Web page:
Place assimilation is assumed to have turned originally word-final M into [m] before [p b], [n] before [t d], and [ŋ] before [k g]. For some words, we have evidence for these changes in the form of a spelling with N: thus eam + -dem > eandem.

This kind of place assimilation is thought to have applied, even when unwritten, to the M that occurs as part of inflectional suffixes. So the form "uirumque", with the enclitic -que, probably would have been pronounced without an [m] sound as something like [wɪˈrʊŋkwɛ].

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As Sumelic and Alex B have noted, it's almost certain that vowels became a bit nasalized before nasal consonants. This is somewhat of a universal in phonetics. Different languages nasalize the vowels to different extents (e.g. English has a lot more nasalization than Italian), but some amount of nasalization is a given.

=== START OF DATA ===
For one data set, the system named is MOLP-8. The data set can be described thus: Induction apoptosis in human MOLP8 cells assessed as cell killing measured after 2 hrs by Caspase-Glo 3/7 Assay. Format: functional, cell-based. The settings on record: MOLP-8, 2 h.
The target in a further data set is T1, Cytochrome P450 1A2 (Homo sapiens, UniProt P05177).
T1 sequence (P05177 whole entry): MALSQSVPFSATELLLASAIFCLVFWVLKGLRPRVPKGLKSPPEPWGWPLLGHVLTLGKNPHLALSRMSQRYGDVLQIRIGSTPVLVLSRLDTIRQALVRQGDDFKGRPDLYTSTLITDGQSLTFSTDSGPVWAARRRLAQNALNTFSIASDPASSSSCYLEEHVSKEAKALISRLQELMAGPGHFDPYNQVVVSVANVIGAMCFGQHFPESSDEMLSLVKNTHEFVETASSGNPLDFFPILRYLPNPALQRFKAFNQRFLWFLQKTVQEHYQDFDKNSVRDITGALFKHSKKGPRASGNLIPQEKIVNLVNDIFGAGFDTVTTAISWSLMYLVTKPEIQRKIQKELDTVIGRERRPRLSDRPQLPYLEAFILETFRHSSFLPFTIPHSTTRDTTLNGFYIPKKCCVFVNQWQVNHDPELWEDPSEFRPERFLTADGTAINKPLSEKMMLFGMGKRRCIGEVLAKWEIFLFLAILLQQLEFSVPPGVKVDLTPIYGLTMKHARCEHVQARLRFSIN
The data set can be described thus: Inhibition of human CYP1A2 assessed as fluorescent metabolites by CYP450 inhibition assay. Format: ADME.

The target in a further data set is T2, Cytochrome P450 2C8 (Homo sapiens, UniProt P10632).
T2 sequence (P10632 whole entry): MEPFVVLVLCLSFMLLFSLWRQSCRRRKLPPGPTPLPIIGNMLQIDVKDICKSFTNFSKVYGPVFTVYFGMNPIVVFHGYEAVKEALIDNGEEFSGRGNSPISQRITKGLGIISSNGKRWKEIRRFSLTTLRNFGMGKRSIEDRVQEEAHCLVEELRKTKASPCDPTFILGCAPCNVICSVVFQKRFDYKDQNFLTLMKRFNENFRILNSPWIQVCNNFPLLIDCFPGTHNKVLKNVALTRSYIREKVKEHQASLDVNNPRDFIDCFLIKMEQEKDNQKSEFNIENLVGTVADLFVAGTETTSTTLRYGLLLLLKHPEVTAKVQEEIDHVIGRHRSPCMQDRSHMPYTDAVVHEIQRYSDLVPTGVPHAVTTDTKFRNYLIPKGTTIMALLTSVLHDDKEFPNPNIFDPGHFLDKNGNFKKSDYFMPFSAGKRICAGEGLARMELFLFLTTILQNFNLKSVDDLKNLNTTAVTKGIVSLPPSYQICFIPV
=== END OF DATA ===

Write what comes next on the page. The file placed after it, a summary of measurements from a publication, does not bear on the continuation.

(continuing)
However…

In three particular environments, there's evidence that the nasal consonant disappeared entirely, leaving the nasalized vowel on its own. Those environments seem to be -Vm, -Vns-, and -Vnf-, where V stands for "any vowel".

There's some solid Classical evidence for this: final -Vm elides in poetry, for example, while no other final consonant does, and the word cōnsul is generally abbreviated COS. But there's also evidence from the Romance languages, where we see e.g. -Vm turning into plain -V in inflectional endings, and vowels before -ns- and -nf always acting long. This doesn't happen in other environments, where e.g. the n in erunt and the m in amat show through clearly.

P.S. In Romance, final nasals notably don't disappear in one-syllable words, so sum and rem keep their ms. This is also the only time they're ever in stressed syllables. I don't know if that reflects any Classical reality or just a later change.